Accounting for spatial habitat and management boundaries when estimating forest bird population distribution and density: Inferences from a soap film smoother
Birds are often obligate to specific habitats which can result in study areas with complex boundaries due to sudden changes in vegetation or other features. This can result in study areas with concave arcs or that include holes of unsuitable habitat such as lakes or agricultural fields. Spatial models used to produce species’ distribution and density estimates need to respect such boundaries to make informed decisions for species conservation and management. The soap film smoother is one model for complex study regions which controls the boundary behaviour, ensuring realistic values at the edges of the region. We apply the soap film smoother to account for boundary effects and compare it with thin plate regression spline (TPRS) smooth and design-based conventional distance sampling methods to produce abundance estimates from point-transect distance sampling collected data on Hawai‘i ‘Ākepa Loxops coccineus in the Hakalau Forest Unit of the Big Island National Wildlife Refuge Complex, Hawai‘i Island, USA. The soap film smoother predicted zero or near zero densities in the northern part of the domain and two hotspots (in the southern and central parts of the domain). Along the boundary the soap film model predicted relatively high densities where ‘Ākepa occur in the adjacent forest and near zero elsewhere. The design-based and soap film abundance estimates were nearly identical. The width of the soap film confidence interval was 16.5% and 0.8% wider than the width of the TPRS smooth and design-based confidence intervals, respectively. The peaks in predicted densities along the boundary indicates leakage by the TPRS smooth. We provide a discussion of the statistical methods, biological findings and management implications of applying soap film smoothers to estimate forest bird population status.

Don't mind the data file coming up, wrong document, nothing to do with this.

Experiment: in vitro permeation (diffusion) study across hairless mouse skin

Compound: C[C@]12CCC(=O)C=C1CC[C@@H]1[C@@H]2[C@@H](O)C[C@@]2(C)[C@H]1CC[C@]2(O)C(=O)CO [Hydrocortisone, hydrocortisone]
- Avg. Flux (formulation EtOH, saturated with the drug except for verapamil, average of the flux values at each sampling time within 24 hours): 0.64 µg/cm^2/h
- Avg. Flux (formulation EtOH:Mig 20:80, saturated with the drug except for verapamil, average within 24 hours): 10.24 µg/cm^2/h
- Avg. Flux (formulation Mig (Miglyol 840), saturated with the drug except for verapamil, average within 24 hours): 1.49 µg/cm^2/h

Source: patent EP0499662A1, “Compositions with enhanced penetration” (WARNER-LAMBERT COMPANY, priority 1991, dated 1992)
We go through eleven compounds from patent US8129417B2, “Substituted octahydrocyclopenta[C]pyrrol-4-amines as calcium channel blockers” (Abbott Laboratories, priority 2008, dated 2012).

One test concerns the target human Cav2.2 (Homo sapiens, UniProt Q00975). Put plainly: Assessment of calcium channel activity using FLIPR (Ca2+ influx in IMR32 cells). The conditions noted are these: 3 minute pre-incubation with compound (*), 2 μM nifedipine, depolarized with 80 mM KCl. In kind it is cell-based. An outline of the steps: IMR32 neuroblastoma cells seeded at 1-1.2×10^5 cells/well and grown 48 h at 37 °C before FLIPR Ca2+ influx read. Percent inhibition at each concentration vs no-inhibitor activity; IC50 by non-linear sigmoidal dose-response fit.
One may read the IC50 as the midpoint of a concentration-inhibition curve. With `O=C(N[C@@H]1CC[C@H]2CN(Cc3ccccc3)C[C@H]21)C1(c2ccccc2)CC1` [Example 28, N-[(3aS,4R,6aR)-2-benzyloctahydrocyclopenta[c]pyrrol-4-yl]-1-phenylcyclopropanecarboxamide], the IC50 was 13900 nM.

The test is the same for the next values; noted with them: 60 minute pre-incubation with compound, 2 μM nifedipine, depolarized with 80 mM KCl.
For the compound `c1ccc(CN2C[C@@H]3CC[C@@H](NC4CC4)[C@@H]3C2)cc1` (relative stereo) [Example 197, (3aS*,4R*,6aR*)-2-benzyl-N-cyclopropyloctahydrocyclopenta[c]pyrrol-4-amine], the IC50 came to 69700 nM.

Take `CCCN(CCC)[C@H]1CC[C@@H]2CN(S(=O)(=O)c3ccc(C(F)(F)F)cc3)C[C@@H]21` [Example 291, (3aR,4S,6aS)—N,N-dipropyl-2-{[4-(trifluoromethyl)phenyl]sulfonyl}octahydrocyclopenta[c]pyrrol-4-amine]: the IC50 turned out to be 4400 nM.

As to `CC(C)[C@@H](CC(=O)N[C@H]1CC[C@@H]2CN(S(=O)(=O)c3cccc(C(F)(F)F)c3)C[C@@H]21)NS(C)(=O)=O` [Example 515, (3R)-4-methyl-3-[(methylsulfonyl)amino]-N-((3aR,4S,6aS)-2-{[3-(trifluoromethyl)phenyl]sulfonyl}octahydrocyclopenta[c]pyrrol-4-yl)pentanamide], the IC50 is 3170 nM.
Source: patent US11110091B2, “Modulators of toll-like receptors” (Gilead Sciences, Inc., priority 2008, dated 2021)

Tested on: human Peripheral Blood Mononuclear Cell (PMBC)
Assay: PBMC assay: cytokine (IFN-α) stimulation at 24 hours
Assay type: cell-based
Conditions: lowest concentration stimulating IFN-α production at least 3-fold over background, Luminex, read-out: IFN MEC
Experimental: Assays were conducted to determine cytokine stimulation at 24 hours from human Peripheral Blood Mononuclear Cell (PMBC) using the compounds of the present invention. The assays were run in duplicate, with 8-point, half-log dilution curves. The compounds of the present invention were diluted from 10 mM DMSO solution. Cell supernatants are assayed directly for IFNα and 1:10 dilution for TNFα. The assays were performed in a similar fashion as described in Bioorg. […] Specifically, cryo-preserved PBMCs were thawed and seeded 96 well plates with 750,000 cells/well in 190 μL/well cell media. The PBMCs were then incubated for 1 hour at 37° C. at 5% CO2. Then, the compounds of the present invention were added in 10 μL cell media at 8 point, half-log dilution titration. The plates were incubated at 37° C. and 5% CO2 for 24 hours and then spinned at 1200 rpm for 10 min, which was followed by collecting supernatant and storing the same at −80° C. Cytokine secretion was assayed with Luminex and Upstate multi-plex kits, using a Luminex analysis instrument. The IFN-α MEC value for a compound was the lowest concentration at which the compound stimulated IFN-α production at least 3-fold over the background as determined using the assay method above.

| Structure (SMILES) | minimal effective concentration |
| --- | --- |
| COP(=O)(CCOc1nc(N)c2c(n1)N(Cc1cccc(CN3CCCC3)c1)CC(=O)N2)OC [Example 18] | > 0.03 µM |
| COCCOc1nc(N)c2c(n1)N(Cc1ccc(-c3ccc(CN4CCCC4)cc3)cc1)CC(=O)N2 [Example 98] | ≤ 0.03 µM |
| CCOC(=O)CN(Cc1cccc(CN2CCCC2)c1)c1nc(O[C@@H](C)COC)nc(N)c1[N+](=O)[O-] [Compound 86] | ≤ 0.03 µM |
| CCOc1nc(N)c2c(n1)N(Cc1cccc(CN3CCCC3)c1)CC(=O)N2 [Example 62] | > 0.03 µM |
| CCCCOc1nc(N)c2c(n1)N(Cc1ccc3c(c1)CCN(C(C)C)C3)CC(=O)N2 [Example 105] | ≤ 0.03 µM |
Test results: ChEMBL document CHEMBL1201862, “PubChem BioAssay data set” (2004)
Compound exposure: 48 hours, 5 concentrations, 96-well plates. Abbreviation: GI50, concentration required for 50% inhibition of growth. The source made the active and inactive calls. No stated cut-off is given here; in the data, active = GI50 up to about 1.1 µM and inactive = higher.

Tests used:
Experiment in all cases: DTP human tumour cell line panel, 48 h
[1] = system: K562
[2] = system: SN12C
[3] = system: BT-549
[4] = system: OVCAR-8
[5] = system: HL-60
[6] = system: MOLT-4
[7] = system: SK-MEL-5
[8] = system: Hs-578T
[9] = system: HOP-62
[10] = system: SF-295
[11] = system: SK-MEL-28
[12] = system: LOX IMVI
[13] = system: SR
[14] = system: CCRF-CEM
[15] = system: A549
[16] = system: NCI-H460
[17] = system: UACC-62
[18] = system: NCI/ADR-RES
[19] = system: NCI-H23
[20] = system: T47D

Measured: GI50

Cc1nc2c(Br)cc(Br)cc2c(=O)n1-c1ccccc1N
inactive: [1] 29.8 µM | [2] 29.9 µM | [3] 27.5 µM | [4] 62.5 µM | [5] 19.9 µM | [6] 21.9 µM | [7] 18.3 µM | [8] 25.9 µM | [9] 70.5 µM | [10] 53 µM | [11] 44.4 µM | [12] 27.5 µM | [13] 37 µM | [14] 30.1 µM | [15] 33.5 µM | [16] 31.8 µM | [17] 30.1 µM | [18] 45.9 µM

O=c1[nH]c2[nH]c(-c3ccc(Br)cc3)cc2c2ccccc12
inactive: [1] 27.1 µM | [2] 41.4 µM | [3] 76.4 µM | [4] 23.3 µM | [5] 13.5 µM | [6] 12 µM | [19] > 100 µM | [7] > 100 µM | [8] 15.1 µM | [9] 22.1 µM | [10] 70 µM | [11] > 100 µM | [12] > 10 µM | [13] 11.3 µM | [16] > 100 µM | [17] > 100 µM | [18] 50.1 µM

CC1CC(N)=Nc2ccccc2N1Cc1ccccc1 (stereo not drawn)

|Accounting for spatial habitat and management boundaries when estimating forest bird population distribution and density: Inferences from a soap film smoother
|Richard J. Camp, David L Miller, Steve T. Buckland, Steve J. Kendall
|USGS Publications Warehouse
|Pacific Island Ecosystems Research Center